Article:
U.S. President Bill Clinton was expected to meet Swiss government leaders on Wednesday. The discussions were expected to focus on the situation in Kosovo and bilateral relations between the United States and Switzerland.This content was published on June 15, 1999 - 11:52
U.S. President Bill Clinton was expected to meet Swiss government leaders on Wednesday. The discussions were expected to focus on the situation in Kosovo and bilateral relations between the United States and Switzerland.
Clinton was to meet Swiss President Ruth Dreifuss in Geneva, where the U.S. president also addressed the International Labour Organization on the subject of child labour.
With regard to Balkan reconstruction, U.S. Secretary of State Madeleine Albright recently made clear that European nations would have to bear the largest share of the financial burden of rebuilding Kosovo because the United States absorbed the heaviest cost of the 78-day NATO bombing campaign against Serb targets in Yugoslavia.
Switzerland has pledged to continue its aid efforts for Kosovo, for instance in helping to rebuild a civilian administration in the Serb province. Switzerland – in cooperation with Russia, Greece and Austria – has already been providing emergency aid for victims of the latest conflict in Yugoslavia, as part of an aid programme named “Focus.”
Switzerland has felt the pressure of the massive refugee exodus from Kosovo. Switzerland's federal and cantonal refugee reception centers are overcrowded and still more refugees keep crossing the border.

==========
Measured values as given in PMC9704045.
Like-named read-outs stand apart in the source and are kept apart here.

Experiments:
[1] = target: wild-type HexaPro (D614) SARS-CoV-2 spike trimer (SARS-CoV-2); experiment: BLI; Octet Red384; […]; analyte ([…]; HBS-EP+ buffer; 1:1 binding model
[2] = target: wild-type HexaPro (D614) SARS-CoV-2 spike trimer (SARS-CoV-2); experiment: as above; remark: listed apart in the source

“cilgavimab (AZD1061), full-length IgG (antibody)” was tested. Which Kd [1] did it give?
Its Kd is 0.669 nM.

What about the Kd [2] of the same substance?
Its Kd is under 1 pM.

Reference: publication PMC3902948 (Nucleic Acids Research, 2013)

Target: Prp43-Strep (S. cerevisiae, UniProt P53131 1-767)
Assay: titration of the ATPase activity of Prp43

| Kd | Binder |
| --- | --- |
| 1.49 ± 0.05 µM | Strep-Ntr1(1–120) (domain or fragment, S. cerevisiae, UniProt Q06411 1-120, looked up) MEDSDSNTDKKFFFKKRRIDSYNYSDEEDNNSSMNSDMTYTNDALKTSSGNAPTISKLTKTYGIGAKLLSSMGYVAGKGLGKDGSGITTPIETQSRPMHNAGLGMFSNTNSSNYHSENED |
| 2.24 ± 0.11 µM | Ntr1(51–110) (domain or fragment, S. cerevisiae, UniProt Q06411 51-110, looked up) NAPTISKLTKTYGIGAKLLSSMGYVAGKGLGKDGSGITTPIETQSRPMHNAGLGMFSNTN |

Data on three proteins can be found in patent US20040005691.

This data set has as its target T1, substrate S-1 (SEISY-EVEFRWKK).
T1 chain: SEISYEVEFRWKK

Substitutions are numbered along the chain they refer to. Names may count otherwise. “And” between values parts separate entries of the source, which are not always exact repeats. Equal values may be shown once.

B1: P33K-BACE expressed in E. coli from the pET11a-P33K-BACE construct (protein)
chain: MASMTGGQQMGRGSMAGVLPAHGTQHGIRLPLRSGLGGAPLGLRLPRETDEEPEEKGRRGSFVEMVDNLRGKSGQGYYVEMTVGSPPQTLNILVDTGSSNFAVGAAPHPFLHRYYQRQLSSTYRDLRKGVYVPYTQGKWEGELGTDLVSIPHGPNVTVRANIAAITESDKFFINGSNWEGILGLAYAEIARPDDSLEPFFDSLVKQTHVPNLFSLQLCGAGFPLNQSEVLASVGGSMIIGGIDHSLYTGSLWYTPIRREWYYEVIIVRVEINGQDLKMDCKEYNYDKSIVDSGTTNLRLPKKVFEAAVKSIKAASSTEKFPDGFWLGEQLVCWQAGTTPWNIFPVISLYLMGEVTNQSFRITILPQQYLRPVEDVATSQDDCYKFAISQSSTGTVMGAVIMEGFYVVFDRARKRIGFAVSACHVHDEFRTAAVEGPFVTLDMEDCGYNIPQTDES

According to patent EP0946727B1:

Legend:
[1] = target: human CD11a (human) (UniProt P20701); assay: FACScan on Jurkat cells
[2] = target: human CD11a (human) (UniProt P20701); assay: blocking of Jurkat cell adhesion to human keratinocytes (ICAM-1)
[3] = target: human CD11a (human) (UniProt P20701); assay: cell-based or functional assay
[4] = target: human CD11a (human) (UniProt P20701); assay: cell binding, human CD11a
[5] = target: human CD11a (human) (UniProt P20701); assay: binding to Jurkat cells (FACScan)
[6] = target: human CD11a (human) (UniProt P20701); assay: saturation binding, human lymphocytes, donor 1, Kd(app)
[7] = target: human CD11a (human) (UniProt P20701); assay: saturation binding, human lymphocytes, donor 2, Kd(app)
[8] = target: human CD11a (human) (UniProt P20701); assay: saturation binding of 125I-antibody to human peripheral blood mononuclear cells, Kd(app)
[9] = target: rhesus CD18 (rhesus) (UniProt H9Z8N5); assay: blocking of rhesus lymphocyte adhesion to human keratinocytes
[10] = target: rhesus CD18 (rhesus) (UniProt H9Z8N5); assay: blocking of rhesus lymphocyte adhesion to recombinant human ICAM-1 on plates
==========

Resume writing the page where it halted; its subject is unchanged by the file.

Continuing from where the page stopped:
In the coming months, the government is expected to introduce emergency measures which will allow refugees from Kosovo to enter Switzerland without having to go through the often lengthy asylum seeking process.
During her talks with Clinton, Dreifuss was also expected to discuss bilateral relations between Berne and Washington.
Those relations suffered a temporary setback over the Nazi gold scandal, which put tremendous pressure on Swiss banks to come clean on the issue of World War II era dormant bank accounts.
However, there were signs at the World Economic Forum in the Swiss resort of Davos in January that transatlantic relations were again improving, after Swiss banks and the World Jewish Congress agreed a compensation package over the Nazi gold scandal.
Talks between U.S. Vice President Al Gore and Dreifuss in Davos clearly succeeded in warming up relations again.
On Thursday, Swiss Foreign Minister Joseph Deiss and the U.S. Ambassador to Switzerland Madeleine Kunin were expected to sign an accord on resuming a fulbright student exchange scholarship programme.
The United States suspended the programme in 1996 because of the Nazi gold controversy.
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